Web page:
The problem: The theater’s financial situation, as it is specified on GLT’s website, is unpromising. The GLT is not receiving sufficiently many or sufficiently large donations to produce more than three long-term main-stage productions a year, let alone try to launch an advertising campaign for those plays or promote a touring troupe. Moreover, the cost-prohibitive $55 ticket-entry for regular adults seems to be both a side-effect and a vector of the financial problem. Audiences, increasingly accustomed to movie-theater prices for stage entertainment, are preferring either not to come at all or to purchase cheaper seats on the wings and far corners of the theater rather than pay for the best spots, many of which remain vacant from performance to performance. Even the GLT’s decision to provide on-stage seating at a significantly cheaper rate ($15) is failing to attract audiences who might wish to sit close to the play’s action. Another important problem: the company stages plays only during the school year (from September through May) and makes no profits with which to pay the cost of the theater house during the long summer months, besides a brief two weeks in June during its youth summer theater camp.

Our three big-picture goals: (1) to reinvigorate the funding situation of the GLT; (2) to renegotiate its image as a theater of “classics” in order to avoid the hint of elitism associated with theater (as opposed, for instance, to movie-theaters or Netflix); and (3) to expand the depth of its interaction with the local community and thereby foster greater audiences.

We also have a few procedural goals: In order to keep costs down and solicit more crowd-sourced feedback in the GLT’s redesigning of Shakespeare, we wish to draw especially on the GLT’s existing human and spatial resources: its connections with local schools and public libraries. We hope that in doing so we can help the GLT remaster its trademark as a “classic” theater to signify something closer to “community” rather than “canonical” or “aristocratic.” We hope also to reverse the standard equation that thinks of Shakespeare-appreciation as the end and the theater-house as the means; we wish to make the theater-house, the GLT itself, the end of the Cleveland community’s efforts, and let Shakespeare be the means.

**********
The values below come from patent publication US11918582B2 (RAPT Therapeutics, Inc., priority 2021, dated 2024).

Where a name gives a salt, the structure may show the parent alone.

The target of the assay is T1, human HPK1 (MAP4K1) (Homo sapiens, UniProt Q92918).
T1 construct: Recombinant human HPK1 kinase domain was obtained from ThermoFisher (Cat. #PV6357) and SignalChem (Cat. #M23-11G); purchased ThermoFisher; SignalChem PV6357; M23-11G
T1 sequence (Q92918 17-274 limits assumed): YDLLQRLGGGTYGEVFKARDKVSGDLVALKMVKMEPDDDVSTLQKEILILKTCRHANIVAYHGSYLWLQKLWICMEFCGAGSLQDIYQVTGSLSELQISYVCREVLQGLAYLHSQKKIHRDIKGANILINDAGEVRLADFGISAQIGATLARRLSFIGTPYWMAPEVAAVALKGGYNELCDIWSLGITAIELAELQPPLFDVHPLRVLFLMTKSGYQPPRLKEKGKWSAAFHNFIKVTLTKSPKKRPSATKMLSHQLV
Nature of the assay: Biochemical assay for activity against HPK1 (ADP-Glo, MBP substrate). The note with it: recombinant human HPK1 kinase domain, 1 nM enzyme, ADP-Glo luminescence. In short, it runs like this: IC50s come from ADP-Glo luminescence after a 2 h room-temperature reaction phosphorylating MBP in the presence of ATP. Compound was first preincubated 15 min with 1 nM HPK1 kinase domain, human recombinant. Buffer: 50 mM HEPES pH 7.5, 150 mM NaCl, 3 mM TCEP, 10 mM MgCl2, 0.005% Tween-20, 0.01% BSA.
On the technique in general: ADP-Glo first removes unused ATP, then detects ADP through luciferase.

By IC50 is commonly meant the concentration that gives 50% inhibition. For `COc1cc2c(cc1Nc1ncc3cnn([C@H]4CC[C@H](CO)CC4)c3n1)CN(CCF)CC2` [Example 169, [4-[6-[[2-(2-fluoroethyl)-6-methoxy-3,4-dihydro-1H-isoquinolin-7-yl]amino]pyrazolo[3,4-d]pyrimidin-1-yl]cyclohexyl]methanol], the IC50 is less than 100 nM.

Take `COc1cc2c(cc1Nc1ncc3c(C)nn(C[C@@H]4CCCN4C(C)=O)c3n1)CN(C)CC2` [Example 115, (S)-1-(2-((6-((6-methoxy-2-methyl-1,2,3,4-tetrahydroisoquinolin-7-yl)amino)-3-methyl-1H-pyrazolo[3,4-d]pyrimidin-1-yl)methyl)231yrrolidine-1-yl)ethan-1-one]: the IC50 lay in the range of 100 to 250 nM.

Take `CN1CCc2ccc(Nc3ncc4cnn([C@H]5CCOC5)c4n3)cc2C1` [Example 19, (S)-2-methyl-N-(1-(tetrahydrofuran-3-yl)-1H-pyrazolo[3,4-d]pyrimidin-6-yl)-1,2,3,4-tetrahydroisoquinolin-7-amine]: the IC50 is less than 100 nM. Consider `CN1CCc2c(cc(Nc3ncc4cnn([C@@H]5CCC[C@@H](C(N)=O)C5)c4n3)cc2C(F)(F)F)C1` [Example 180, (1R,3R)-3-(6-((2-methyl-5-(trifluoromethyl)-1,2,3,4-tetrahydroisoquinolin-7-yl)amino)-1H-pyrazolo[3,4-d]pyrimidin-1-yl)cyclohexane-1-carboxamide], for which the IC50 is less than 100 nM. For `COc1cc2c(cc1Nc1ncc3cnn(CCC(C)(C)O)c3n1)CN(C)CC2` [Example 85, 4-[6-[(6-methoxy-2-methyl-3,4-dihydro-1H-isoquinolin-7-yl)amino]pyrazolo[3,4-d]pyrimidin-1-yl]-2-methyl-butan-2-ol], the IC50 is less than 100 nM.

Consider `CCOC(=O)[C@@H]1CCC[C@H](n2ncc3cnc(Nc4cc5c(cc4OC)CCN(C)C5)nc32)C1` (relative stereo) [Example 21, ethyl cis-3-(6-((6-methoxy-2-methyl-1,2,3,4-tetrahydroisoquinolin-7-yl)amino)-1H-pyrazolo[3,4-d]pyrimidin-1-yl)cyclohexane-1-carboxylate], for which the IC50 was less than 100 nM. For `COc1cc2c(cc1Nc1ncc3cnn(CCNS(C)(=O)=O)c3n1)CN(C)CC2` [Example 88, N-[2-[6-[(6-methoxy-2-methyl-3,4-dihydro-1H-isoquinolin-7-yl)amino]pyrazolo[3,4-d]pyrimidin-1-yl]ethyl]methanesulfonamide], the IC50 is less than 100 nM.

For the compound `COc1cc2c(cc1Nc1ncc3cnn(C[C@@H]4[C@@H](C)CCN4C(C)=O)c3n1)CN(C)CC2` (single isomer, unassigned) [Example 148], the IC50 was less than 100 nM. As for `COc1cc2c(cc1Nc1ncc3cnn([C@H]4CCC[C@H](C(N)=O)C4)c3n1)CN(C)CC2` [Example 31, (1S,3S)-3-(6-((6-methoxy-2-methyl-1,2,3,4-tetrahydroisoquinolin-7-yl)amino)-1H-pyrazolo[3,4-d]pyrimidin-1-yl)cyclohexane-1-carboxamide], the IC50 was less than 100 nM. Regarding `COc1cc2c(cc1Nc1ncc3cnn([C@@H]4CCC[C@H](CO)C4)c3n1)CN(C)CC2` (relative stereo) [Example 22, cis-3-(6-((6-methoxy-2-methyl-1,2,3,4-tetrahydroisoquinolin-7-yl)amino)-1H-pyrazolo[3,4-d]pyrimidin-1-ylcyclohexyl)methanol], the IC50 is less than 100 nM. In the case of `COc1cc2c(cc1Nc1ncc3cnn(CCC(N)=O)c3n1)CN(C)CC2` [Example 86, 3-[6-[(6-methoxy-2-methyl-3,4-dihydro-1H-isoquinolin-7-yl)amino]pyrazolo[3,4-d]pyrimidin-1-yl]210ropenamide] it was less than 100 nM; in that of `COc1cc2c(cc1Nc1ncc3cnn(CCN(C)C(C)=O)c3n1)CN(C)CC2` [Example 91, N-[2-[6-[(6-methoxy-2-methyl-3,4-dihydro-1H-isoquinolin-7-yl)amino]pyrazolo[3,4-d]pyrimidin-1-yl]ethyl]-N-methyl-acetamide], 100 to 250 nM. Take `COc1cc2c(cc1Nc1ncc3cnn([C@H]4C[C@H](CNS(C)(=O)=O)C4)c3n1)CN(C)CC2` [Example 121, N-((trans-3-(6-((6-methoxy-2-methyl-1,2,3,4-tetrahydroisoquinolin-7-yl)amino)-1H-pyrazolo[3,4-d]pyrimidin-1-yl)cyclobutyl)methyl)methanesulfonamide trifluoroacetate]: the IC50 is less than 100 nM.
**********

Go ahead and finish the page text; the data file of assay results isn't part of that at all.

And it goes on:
Our product: The So You Think You Know Shakespeare? Summer Series (SYTYKS)

We propose to remodel the two-week youth summer theater camp into a two-month-long fleet of workshops, seminars, camps, tutored reading clubs, and for-credit high-school and college-level summer courses that would take place in various public venues around the GLT’s Hannah Theater, as well as throughout the Cleveland metroplex. Staying true to the GLT’s mission statement of catering to the widest possible clientele, the SYTYKS summer series is designed to be scalable and adaptable to the interests and availabilities of participants, aiming to make Shakespeare a meeting ground for a broad range of activities, hobbies, and curiosities. It divides generally into three elements: the theater camp, the high-school and college-level summer courses, and the adult-oriented workshops.

  1. The central pillar of the SYTYKS summer series builds on the GLT’s already-existing and growing summer camp. The redesigned summer camp (composed of a “Summer Shakespeare Playhouse” for children < 10 yrs. of age and a “Summer Shakespeare Intensive” for children > 13) would distance itself pedagogically from the frustrations and clichés of traditional summer camps and theater workshops. Rather than have every camp-day be dedicated to the all-consuming goal of a final pre-determined performance, for which props, lighting, and costume-design are a secondary thought, often hastily brought together at the last second by volunteering but exploited “drama-moms” and “drama-dads,” the redesigned summer camp would be based on a “build-your-own” and “maker-community” model.